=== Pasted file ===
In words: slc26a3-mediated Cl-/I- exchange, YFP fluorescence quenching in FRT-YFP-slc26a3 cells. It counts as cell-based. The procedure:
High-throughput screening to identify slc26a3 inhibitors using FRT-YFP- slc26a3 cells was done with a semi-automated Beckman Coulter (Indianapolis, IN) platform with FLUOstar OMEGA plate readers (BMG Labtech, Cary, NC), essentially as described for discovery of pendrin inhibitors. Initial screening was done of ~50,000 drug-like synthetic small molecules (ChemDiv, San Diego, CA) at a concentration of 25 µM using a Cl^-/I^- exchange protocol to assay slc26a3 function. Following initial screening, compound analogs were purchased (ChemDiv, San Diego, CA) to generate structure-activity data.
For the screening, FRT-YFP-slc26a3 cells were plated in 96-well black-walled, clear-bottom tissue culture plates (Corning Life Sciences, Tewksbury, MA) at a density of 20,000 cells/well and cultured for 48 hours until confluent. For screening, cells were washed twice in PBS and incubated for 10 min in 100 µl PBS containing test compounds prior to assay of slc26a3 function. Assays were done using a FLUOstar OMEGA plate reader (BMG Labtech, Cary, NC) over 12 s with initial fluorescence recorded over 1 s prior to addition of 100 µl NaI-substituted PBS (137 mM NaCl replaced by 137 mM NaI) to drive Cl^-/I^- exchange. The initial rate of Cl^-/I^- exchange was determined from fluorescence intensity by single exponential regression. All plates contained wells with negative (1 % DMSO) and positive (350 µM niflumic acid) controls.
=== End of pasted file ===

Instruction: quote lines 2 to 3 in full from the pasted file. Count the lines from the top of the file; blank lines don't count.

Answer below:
High-throughput screening to identify slc26a3 inhibitors using FRT-YFP- slc26a3 cells was done with a semi-automated Beckman Coulter (Indianapolis, IN) platform with FLUOstar OMEGA plate readers (BMG Labtech, Cary, NC), essentially as described for discovery of pendrin inhibitors. Initial screening was done of ~50,000 drug-like synthetic small molecules (ChemDiv, San Diego, CA) at a concentration of 25 µM using a Cl^-/I^- exchange protocol to assay slc26a3 function. Following initial screening, compound analogs were purchased (ChemDiv, San Diego, CA) to generate structure-activity data.
For the screening, FRT-YFP-slc26a3 cells were plated in 96-well black-walled, clear-bottom tissue culture plates (Corning Life Sciences, Tewksbury, MA) at a density of 20,000 cells/well and cultured for 48 hours until confluent. For screening, cells were washed twice in PBS and incubated for 10 min in 100 µl PBS containing test compounds prior to assay of slc26a3 function. Assays were done using a FLUOstar OMEGA plate reader (BMG Labtech, Cary, NC) over 12 s with initial fluorescence recorded over 1 s prior to addition of 100 µl NaI-substituted PBS (137 mM NaCl replaced by 137 mM NaI) to drive Cl^-/I^- exchange. The initial rate of Cl^-/I^- exchange was determined from fluorescence intensity by single exponential regression. All plates contained wells with negative (1 % DMSO) and positive (350 µM niflumic acid) controls.